Perhaps most interesting in Sorry Wrong Number is the minor but crucially important character of the corrupted employee, Waldo Evans. Close to retirement, the meek, unassuming and respectable chemist is the model employee who has worked for Cotterell for years. The bespectacled and quiet-spoken Waldo also has his dreams – to finally retire comfortably in his homeland of England, with a small property where he can enjoy some horses. He admits to having tempted fate, speculating savings but failing in the attempt, and accepts that the best way to reach his goal is put a little away each week until he retires. Waldo perhaps represents us as the audience more closely than we imagine. We, too, can be tempted by the occasional gamble in the hope of escaping mundane jobs and achieving financial security for life, as Waldo admits to doing. Yet he also finds himself corrupted and is nudged into the shadows, succumbing to the seduction of serious money. Unlike Henry, however, there is a stoic recognition of the futility of his choices and the finality of what is to come. There is no hysteria or desperation in Waldo and he gives his final address as the ‘city morgue’, knowing full well that death is coming, with a calm and even formal acceptance. As he relays his finals whereabouts on the phone, Waldo is completely enveloped in darkness, indicating the finality of being pushed out of the light and that he is lost to his black fate.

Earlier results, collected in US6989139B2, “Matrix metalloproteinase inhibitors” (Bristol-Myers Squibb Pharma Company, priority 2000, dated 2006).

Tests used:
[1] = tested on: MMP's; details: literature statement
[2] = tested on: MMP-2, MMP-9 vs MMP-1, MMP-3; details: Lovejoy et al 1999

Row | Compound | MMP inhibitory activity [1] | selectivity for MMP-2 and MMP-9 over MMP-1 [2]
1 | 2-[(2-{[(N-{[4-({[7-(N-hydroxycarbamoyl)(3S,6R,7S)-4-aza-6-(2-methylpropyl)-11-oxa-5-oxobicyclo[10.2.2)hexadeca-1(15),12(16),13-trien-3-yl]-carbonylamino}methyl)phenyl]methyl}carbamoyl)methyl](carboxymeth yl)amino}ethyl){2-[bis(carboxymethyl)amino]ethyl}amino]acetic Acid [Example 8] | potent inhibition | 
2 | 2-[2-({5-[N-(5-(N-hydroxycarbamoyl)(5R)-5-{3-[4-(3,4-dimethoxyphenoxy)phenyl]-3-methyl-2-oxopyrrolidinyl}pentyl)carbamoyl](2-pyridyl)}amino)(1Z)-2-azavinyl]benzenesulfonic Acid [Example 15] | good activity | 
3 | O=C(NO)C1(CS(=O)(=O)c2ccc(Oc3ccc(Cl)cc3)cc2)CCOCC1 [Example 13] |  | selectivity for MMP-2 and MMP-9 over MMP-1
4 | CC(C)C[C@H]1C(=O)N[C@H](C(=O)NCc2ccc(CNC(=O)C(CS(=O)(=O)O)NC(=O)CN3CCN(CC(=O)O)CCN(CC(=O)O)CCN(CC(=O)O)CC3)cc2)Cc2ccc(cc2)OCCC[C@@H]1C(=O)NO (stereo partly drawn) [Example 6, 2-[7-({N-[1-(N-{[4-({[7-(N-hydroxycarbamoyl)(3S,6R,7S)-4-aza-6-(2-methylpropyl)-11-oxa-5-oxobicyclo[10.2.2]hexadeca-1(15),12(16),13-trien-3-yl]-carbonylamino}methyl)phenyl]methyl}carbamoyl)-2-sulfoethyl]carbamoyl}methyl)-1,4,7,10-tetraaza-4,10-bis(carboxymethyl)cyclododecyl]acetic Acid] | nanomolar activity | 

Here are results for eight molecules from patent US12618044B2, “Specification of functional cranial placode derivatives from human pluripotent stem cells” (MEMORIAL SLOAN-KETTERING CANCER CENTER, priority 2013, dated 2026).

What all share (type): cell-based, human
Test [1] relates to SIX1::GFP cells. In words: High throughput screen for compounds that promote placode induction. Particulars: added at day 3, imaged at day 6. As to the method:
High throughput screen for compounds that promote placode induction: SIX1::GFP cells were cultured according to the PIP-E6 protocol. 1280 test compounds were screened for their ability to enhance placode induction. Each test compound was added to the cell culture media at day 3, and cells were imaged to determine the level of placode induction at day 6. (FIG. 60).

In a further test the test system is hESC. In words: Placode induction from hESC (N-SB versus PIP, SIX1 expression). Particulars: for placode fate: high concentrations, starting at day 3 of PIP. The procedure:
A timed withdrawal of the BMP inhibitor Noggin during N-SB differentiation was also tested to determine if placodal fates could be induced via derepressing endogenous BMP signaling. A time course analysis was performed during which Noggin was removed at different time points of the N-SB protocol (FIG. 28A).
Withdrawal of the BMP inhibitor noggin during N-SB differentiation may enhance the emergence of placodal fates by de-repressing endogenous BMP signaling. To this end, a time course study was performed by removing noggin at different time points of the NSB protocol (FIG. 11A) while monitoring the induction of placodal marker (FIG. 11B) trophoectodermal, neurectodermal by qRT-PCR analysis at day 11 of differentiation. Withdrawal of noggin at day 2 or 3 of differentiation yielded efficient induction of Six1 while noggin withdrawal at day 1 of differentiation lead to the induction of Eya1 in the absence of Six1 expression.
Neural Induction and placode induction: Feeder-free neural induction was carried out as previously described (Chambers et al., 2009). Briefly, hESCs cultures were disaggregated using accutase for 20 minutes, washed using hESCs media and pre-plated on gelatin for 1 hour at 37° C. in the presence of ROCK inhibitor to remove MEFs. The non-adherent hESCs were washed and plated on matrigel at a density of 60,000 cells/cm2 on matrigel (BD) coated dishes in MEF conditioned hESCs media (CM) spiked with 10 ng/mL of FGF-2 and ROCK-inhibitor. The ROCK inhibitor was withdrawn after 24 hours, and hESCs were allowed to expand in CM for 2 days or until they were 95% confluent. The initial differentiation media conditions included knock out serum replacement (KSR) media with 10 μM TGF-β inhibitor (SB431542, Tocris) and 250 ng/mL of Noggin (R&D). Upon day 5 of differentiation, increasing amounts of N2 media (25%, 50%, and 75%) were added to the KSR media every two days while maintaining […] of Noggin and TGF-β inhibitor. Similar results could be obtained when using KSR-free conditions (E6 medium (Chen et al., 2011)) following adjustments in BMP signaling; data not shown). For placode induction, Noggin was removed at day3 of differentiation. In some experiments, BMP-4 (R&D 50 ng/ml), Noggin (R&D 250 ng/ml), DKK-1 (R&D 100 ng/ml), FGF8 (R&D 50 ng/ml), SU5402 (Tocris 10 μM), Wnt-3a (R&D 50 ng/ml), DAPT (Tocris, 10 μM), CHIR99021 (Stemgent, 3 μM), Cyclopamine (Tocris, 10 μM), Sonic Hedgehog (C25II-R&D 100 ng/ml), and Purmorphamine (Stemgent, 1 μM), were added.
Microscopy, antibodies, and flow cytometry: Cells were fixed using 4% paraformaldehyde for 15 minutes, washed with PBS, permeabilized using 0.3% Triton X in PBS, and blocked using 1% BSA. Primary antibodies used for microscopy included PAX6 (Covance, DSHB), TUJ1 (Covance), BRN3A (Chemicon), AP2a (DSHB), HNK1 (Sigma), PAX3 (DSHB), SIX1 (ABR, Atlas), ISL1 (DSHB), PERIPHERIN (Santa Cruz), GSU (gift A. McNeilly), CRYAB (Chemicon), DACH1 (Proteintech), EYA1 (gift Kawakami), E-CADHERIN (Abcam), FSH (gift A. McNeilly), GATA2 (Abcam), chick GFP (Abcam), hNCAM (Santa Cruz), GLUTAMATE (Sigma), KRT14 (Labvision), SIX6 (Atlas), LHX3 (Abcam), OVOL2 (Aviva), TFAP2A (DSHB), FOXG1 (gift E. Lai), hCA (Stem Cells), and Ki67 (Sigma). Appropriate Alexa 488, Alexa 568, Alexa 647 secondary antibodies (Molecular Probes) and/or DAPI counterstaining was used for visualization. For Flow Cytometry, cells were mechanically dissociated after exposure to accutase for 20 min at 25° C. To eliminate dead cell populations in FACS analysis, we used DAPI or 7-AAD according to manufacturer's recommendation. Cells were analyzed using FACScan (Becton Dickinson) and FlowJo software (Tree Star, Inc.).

sorry-wrong-number-11